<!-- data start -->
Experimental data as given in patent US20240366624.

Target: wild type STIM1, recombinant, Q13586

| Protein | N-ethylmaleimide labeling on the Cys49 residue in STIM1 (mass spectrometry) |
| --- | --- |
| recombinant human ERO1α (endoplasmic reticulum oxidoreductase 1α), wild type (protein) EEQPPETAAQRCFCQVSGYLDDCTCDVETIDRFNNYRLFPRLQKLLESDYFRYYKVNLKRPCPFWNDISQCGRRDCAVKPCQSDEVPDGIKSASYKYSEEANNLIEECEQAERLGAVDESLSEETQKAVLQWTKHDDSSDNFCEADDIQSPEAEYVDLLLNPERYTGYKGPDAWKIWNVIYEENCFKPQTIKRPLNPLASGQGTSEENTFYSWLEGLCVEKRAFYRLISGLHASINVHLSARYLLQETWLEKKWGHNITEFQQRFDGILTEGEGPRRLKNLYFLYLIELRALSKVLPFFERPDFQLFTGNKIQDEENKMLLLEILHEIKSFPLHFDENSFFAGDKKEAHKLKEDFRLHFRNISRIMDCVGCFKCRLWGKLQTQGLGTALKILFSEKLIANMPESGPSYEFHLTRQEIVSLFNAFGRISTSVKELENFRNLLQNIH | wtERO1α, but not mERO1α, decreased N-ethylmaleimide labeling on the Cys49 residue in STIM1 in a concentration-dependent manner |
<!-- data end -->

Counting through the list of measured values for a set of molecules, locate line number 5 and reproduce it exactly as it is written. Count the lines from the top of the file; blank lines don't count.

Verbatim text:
| recombinant human ERO1α (endoplasmic reticulum oxidoreductase 1α), wild type (protein) EEQPPETAAQRCFCQVSGYLDDCTCDVETIDRFNNYRLFPRLQKLLESDYFRYYKVNLKRPCPFWNDISQCGRRDCAVKPCQSDEVPDGIKSASYKYSEEANNLIEECEQAERLGAVDESLSEETQKAVLQWTKHDDSSDNFCEADDIQSPEAEYVDLLLNPERYTGYKGPDAWKIWNVIYEENCFKPQTIKRPLNPLASGQGTSEENTFYSWLEGLCVEKRAFYRLISGLHASINVHLSARYLLQETWLEKKWGHNITEFQQRFDGILTEGEGPRRLKNLYFLYLIELRALSKVLPFFERPDFQLFTGNKIQDEENKMLLLEILHEIKSFPLHFDENSFFAGDKKEAHKLKEDFRLHFRNISRIMDCVGCFKCRLWGKLQTQGLGTALKILFSEKLIANMPESGPSYEFHLTRQEIVSLFNAFGRISTSVKELENFRNLLQNIH | wtERO1α, but not mERO1α, decreased N-ethylmaleimide labeling on the Cys49 residue in STIM1 in a concentration-dependent manner |